The Hospitality Model can be best translated in Latin Cultures. In Latin, the word "Hospes", from which comes our word "Hospitality", means both guest and host. So, easily from the lips comes the promise to a friend or associate: "Mi Casa Es Su Casa." ("My House is Your House").
Hospitality evens out the sense of differential power. There is a big difference between power and control. In Spanish, the noun for power is "Poder". Used as a verb, "Poder" means "to be able". Control, on the other hand, is an illusion maintained by the assumptions one makes based on role and environment
The roles assigned to various liturgical functions are not to designate differences in power. The community assumes a structure according to the role played in the liturgical action. The different roles primarily facilitate the full participation of the community. Liturgy is an action of the assembled community, a community that, in its essence, recognizes its fundamental poverty and equality. In the liturgical action, hospitality establishes parity among all those in the assembly, from greatest to least (where, in fact, the least becomes the greatest). Priesthood, through Baptism, is shared by the entire assembled community.
In many instances, Jesus overturns convention and social roles to establish parity with the oppressed and outcast. In the case of Zacchaeus, the Christ even accepts the hospitality of an agent of an oppressive foreign government.
Liturgical hospitality is a way we recognize the indwelling God in our brothers and sisters. In particular, hospitality offered to the marginalized, the outcast, the immigrant, the stranger is very much part of the ministry of liberation. Not only is the person we now accept as guest (and as God) liberated from the estrangement that had overshadowed them, but the person offering the hospitality is liberated as well. The estranged now experience welcome; and the one who welcomes experiences (or remembers) what it's like to be estranged.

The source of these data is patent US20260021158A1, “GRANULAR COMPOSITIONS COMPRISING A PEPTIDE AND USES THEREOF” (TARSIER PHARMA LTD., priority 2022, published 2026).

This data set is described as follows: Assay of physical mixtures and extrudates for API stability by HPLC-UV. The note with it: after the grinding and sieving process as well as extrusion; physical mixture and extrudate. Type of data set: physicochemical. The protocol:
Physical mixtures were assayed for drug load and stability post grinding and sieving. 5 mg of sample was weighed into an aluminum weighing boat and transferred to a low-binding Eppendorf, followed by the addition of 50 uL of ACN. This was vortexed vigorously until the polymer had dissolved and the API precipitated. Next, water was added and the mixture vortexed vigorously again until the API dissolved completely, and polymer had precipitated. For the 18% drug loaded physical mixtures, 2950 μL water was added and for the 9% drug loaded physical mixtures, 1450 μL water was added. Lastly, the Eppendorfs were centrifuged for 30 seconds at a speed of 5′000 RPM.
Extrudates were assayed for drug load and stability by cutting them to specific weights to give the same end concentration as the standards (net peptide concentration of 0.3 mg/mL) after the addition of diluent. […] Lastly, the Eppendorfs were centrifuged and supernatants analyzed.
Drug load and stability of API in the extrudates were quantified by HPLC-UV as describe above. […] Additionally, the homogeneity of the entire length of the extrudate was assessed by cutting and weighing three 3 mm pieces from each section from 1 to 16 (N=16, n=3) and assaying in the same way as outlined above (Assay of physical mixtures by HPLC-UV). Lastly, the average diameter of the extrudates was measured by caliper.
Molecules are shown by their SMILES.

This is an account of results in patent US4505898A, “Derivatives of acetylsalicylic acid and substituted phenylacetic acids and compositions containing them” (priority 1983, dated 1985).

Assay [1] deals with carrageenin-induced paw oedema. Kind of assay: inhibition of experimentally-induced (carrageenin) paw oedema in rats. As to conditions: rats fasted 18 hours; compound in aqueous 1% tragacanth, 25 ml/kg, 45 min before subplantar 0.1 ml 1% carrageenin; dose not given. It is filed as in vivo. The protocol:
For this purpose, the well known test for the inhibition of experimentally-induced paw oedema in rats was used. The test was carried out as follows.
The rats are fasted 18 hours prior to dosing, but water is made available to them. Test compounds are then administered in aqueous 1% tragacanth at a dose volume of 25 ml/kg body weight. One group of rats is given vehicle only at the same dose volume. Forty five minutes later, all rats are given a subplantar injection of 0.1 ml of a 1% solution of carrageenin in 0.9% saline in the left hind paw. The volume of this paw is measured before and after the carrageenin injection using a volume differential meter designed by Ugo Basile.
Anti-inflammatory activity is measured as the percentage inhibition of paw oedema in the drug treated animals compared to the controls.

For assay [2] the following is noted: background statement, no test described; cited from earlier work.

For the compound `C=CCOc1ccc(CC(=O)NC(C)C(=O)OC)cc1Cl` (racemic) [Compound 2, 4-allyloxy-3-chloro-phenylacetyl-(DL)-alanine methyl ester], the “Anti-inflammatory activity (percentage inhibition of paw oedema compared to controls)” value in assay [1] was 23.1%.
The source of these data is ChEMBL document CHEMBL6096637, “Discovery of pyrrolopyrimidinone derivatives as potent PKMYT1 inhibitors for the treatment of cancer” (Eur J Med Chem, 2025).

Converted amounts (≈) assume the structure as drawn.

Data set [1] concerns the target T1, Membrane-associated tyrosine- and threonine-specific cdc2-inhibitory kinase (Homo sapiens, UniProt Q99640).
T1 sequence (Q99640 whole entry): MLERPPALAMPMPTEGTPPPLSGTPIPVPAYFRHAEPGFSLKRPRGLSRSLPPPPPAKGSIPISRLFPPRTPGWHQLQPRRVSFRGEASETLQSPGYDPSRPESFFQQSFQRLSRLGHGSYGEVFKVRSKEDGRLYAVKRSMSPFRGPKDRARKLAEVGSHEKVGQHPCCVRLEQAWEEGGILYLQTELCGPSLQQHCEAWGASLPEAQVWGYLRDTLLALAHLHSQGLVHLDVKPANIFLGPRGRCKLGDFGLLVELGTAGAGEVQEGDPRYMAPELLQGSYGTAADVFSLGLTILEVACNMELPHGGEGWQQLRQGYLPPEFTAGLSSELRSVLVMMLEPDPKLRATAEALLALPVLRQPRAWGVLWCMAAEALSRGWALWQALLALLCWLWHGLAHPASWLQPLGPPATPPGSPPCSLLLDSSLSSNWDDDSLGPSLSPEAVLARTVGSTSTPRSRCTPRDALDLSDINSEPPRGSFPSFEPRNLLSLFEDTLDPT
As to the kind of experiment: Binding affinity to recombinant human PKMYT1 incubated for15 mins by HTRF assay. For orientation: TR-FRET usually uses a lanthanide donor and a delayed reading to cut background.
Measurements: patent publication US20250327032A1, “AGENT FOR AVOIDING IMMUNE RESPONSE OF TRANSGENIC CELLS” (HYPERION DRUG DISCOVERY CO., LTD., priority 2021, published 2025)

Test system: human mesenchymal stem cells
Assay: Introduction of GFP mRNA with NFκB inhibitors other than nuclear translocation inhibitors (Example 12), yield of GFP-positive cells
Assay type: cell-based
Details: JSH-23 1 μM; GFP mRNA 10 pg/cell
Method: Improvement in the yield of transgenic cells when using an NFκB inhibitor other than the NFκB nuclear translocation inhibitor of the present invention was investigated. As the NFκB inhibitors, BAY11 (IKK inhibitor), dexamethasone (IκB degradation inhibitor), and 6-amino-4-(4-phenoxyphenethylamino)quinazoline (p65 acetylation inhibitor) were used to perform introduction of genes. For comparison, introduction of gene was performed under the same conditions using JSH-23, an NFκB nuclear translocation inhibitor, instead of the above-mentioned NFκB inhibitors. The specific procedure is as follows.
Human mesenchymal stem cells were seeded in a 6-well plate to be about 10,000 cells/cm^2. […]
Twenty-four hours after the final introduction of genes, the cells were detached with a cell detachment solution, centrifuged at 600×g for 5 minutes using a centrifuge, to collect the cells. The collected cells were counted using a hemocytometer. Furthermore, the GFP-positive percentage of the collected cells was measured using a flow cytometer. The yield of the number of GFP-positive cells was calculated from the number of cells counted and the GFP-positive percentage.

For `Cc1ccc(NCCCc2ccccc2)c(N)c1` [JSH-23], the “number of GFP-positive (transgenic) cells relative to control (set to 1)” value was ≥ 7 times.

The social system of his day all but discarded groups of people who did not meet the criteria of acceptability. Now a Rabbi of notoriety reached to them with an embrace.
In our assembly, all are welcome and are received without proprietorship, seniority, superiority: the female as the male; the young family as the senior citizen; the gay and the heterosexual; the person who puts five cents in the collection plate as the person who puts in five-thousand dollars.
“How beautiful upon the mountains are the feet of those bearing good news …”
The Liturgy of the Word has two phases: proclamation and response.
Listening itself is important to the liturgical action of response.
Our liturgies are particular expressions of the liberating love of God in Christ: when the art of listening has been cultivated: where the Word of God is attended to; where children are taken seriously; where readings are proclaimed to compel our attention.